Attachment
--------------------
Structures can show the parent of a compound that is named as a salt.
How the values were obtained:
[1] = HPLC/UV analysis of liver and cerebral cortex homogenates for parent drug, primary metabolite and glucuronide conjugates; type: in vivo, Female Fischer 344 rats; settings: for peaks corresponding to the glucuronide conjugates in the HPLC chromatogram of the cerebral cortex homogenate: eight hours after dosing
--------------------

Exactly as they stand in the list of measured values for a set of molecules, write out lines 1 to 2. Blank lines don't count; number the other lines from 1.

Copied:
Structures can show the parent of a compound that is named as a salt.
How the values were obtained: